The New EFSA Bee Guidance
On the 13th of June 2023, Kerona attended the online information session on the new EFSA Bee Guidance. The guidance incorporates many new criteria to have an exhaustive analysis of the potential effects of Plant Protection Products (PPPs) on bees and other non-target arthropods. It will enter into force in the spring of 2024.
The 2023 bee guidance is quite extensive, consisting of a staggering 74 different documents, with a combined total of over 1600 pages. This is a significant increase compared to the previous EFSA Guidance of 2013, which was only 300 pages long. It’s even more remarkable when you consider that the initial EPPO guidance from 2002 was just a single page.
The revised Bee Guidance Document begins with an introductory chapter that sets the framework for subsequent chapters, outlining the purpose and scope of the guidance, primarily focusing on direct effects and technical mixtures within the context of Regulation (EC) No. 1107/2009, but excluding micro-organisms and semio-chemicals from scope of the risk assessment.
The Bee Guidance Document adopts a tiered approach to the risk assessment which involves four risk cases: acute-contact, acute-dietary, chronic-dietary, and larvae-dietary. Each risk case is evaluated through different tiers providing detailed assessments for contact and dietary exposure.
Regarding the exposure assessment, the concept of the Pesticide Exposure Quotient (PEQ) is introduced. PEQ values are calculated by selecting the worst-case exposure scenario for each of the four risk cases, ensuring a comprehensive evaluation of potential risks.
During Chapter 7 the EFSA explored the lower-tier risk assessment, which primarily relies on laboratory studies to assess specific protection goals (SPGs) for honeybees. Mortality endpoints from these studies are utilized to evaluate compliance with the SPGs, although concerns remain about the potential underestimation of real effects due to the exclusion of sublethal effects.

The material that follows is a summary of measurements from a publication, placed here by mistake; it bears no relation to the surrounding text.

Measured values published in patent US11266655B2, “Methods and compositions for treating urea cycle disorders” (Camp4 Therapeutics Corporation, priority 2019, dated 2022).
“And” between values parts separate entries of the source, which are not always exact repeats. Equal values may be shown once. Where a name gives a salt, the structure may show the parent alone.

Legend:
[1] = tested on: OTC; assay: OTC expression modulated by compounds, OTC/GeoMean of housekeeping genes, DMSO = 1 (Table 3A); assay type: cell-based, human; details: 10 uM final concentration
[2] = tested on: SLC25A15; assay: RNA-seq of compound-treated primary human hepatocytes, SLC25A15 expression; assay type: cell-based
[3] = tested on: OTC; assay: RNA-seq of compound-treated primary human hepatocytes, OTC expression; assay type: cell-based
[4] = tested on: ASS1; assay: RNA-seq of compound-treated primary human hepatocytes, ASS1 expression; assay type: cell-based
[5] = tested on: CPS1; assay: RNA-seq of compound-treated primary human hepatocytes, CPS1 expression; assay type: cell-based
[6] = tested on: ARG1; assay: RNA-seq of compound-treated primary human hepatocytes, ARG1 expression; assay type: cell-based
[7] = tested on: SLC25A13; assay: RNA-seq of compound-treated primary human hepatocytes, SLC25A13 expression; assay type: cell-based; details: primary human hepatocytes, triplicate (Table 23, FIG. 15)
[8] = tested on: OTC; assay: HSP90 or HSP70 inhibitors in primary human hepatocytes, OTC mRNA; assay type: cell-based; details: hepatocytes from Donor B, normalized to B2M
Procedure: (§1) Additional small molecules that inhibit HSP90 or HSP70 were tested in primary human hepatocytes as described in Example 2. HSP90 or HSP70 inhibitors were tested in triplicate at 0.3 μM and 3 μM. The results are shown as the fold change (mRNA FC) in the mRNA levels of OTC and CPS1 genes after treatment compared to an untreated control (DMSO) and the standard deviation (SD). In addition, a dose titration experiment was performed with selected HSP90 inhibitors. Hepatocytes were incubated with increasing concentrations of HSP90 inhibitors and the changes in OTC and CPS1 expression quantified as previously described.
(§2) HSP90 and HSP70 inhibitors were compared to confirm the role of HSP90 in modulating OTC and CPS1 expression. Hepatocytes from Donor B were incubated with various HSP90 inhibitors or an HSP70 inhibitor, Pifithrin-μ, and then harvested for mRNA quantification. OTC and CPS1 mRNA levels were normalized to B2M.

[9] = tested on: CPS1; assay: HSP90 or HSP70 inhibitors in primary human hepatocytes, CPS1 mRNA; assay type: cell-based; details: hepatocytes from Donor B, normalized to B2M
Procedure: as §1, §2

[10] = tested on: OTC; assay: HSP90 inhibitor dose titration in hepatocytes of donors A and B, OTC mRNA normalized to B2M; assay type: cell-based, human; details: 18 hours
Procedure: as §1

One of the many ways to refine the actual risk assessment for bees is to consider that some substances are more toxic on repeated application (they break Harber’s law) causing a worse effect than previously determined with the old guideline. This phenomenon is called Time-Reinforced Toxicity (TRT), and in these substances a screening and TKTD-GUTS model is required.
Chapter 9 focuses on the risk assessment for sublethal effects. The specific protection goal for honeybees is set at a maximum reduction of 10% in colony strength. As mentioned before, lower tiers rely on mortality endpoints from laboratory studies. However, concerns are raised regarding the potential impact of sublethal effects on colony strength, which may not be adequately captured in the lower tier assessments.
In the higher tier assessments, EFSA has incorporated existing guidance, such as EPPO PP 1/170, and recommends field studies, including semi-field studies, honeybee larvae studies, and free-foraging colony observations. These studies aim to evaluate colony strength and other supplementary endpoints to obtain a more comprehensive understanding of the risks posed by pesticides.
The last chapter addresses the critical aspect of risk mitigation measures, emphasizing the need to implement appropriate measures to minimize the adverse effects of pesticides on bees, promoting sustainable agricultural practices and the protection of pollinators.
In conclusion, the new EFSA Bee Guidance marks a significant step towards ensuring the protection and well-being of bee populations in the face of PPP use. With its comprehensive criteria, specific protection goals, and refined risk assessment approaches, this guidance aims to address the potential effects of Plant Protection Products on honeybees, bumblebees and solitary bees.
If you require assistance with the ecotoxicological risk assessment in the area of PPPs please contact the Kerona team in Ireland, Spain or the UK at firstname.lastname@example.org